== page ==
That little question about whether or not people should feed gray jays is one of those hot-button topics. Answers will range from a flatly given “HELL NO” claiming this action will disrupt the very balance of nature to an enthusiastic “HELL YES” claiming it’s harmless, fun, and cool. The right answer is in there somewhere and we will try to flesh it out. The hope is to at least have clarity after reading this article, regardless of the choices we decide to make moving forward.
First, What Are Gray Jays?
The gray jay (Perisoreus canadensis), more formally known as the Canada jay as of 2018 — and less formally known as a “camp robber” or a “whiskey jack” — is an omnivorous, tree-nesting, ground-foraging relative of the common blue jay, though slightly smaller. From the perspective of conservation, there is low concern over this particular species. It does well as it has for 18,000+ years as fossil records indicate.
The Canada jay exists in higher elevation boreal forests, especially where black and white spruce trees thrive. Being that this species will brazenly steal food, even directly from your hand, one might argue, rightfully so, that this bird is a keen and intelligent opportunist.
This species’ behavior is to locate food, take possession of it, then stash it for later consumption, primarily for winter. This is often done by the bird placing morsels of food under the craggy bark of various trees, most notably spruce, as mentioned. This is particularly true during the warmer months when natural foods are more plentiful. It is during this time one may hear the bird’s call (YouTube).
The Argument Against Feeding Them
If it ain’t from there, it don’t belong there!
To paraphrase the ethics of Leave No Trace (LNT), we shouldn’t leave foreign materials in the mountains (we should leave only footprints and take only photos). Since we know that gray jays will take any food from our hands and stash it in the landscape, it is up to us to ensure the foods taken actually belong there. In other words, to stay true to this principle, we should be offering only indigenous insects and similar food items or simply protecting our food items and not sharing at all.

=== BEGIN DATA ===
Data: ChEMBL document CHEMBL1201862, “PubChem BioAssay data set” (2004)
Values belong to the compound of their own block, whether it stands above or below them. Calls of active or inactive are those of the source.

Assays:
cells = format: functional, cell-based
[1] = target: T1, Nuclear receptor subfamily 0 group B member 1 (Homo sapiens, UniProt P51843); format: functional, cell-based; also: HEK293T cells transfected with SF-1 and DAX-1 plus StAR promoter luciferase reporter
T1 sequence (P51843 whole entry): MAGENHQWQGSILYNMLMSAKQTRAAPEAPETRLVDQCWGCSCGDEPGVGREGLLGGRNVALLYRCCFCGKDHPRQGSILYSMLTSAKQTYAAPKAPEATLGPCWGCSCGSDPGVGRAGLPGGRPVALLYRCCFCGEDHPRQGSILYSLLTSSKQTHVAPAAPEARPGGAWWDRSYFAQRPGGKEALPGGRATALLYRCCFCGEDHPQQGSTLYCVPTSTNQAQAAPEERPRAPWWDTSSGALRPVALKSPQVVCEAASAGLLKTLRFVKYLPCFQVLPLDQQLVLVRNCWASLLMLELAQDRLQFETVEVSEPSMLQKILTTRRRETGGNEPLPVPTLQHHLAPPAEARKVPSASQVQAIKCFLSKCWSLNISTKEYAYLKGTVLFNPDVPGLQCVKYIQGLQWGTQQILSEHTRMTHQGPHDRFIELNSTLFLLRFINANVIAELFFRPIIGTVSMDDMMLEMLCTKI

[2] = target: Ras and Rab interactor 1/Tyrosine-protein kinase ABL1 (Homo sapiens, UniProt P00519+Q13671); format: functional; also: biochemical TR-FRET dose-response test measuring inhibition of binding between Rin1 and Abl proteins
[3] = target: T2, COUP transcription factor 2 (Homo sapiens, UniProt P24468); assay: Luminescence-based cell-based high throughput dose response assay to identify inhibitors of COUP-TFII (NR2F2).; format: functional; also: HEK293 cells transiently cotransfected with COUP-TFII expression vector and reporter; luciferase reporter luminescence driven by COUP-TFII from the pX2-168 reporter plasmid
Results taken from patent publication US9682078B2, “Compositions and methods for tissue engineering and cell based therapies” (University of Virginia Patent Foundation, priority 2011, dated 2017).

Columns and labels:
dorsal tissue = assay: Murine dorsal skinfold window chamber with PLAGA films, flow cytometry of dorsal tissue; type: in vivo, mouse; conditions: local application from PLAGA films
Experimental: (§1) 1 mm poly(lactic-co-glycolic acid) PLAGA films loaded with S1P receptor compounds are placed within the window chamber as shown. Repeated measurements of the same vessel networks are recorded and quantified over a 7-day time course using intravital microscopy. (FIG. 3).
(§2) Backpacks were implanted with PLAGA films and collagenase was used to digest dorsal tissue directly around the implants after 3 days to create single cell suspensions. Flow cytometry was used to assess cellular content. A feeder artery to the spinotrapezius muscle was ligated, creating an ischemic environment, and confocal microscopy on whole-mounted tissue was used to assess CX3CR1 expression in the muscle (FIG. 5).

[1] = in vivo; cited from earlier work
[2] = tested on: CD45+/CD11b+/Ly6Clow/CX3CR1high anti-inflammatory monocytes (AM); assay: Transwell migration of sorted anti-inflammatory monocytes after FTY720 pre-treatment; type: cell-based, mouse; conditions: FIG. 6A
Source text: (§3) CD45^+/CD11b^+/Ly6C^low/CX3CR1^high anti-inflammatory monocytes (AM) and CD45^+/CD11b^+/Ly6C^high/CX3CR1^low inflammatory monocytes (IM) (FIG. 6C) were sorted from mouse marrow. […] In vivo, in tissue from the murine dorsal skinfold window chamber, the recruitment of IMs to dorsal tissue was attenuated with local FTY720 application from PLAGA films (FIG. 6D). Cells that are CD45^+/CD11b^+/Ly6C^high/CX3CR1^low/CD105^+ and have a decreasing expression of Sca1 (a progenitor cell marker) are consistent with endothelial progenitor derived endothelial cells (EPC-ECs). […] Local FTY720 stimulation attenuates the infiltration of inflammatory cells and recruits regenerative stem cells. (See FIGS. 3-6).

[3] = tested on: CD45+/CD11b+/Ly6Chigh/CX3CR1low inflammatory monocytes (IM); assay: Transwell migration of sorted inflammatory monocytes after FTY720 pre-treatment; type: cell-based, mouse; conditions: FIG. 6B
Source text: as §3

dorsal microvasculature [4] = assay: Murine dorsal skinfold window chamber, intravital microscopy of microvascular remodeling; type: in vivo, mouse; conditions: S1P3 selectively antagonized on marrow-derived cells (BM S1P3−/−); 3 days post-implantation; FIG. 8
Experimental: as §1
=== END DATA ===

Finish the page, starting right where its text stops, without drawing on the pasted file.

The rules are very cut and dried, but the intention of this principle isn’t necessary focused on Canada jays. What comes to mind for us are bears. The expression “a fed bear is a dead bear” — meaning a bear that habitually feeds from people’s trash and similar sources will generally run afoul people which usually ends badly for the bear — applies there in a much more significant way. Feeding gray jays, on the other hand, may have unseen impacts in their feeding areas or to other critters, maybe, but we don’t think doing so leads to their demise or discomfort. The birds, we bet, would argue strongly in favor of regular albeit illicit feedings. To them, they’re just making a living.
The Argument in Favor of Feeding Them
We already said it in our first paragraph where we suggested someone might argue that feeding gray jays is “harmless, fun, and cool.” Two of these points are indeed fact, at least in our eyes (so you have to consider them an opinion), but feeding grays is cool. Cool as in memorable and unique. And it is fun, at least if that sort of thing appeals to you. Feeling their little claws on your fingers as they gently steal your offerings is a neat experience. One, perhaps, people should be encouraged to do… once, for the experience. Then stop.
So What’s the Right Answer?
One almond tree nut stashed in a forest is not going to end the world. Seriously, there are much bigger problems facing us today. But to have this act repeated over and over and over again, by thousands of people… well, it adds up. There could be some negative consequences that need to be considered. If another animal consumes that stashed food, for example, what would happen? Anything? Does it matter? Some will argue yes, some will argue no, some will argue because they love to argue, and others still will silently harbor their own opinions never sharing them. None of us knows all the answers so argument is just that.
As stewards of the environment, ourselves, we simply cannot green light the feeding of gray jays, but we are also just an authority or the resource, not of an agency, and we cannot and will not tell you what to do in any case. We can only share the facts as we know them and try to apply intent and common sense. That said, if you do walk away from this vowing to allow this practice to occur — due to its wow factor — but on an extremely limited scale (like once), we’d guess that would satisfy all, as least as much as is humanly possible.
Now what you do up there is up to you, but hopefully you’ve lit upon this argument and have grabbed a morsel of information that you will, like a gray jay, stash away for later use. If that much occurs, we did our part.